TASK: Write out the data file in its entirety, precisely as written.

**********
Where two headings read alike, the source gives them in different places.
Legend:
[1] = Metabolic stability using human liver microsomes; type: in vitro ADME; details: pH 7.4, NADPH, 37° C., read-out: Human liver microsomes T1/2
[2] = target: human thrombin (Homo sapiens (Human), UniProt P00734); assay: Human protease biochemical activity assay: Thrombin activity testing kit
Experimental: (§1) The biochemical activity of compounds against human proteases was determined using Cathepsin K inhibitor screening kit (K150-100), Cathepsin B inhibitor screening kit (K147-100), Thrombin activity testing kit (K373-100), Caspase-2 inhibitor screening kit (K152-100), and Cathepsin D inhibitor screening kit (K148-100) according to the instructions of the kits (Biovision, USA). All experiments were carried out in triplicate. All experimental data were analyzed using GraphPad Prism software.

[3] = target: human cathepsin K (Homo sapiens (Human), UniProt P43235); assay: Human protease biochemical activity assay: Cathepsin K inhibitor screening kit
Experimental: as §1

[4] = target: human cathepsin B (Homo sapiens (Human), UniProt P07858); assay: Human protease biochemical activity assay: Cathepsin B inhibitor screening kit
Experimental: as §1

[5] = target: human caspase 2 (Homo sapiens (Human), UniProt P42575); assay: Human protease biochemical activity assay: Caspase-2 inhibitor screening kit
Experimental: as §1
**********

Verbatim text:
Where two headings read alike, the source gives them in different places.
Legend:
[1] = Metabolic stability using human liver microsomes; type: in vitro ADME; details: pH 7.4, NADPH, 37° C., read-out: Human liver microsomes T1/2
[2] = target: human thrombin (Homo sapiens (Human), UniProt P00734); assay: Human protease biochemical activity assay: Thrombin activity testing kit
Experimental: (§1) The biochemical activity of compounds against human proteases was determined using Cathepsin K inhibitor screening kit (K150-100), Cathepsin B inhibitor screening kit (K147-100), Thrombin activity testing kit (K373-100), Caspase-2 inhibitor screening kit (K152-100), and Cathepsin D inhibitor screening kit (K148-100) according to the instructions of the kits (Biovision, USA). All experiments were carried out in triplicate. All experimental data were analyzed using GraphPad Prism software.

[3] = target: human cathepsin K (Homo sapiens (Human), UniProt P43235); assay: Human protease biochemical activity assay: Cathepsin K inhibitor screening kit
Experimental: as §1

[4] = target: human cathepsin B (Homo sapiens (Human), UniProt P07858); assay: Human protease biochemical activity assay: Cathepsin B inhibitor screening kit
Experimental: as §1

[5] = target: human caspase 2 (Homo sapiens (Human), UniProt P42575); assay: Human protease biochemical activity assay: Caspase-2 inhibitor screening kit
Experimental: as §1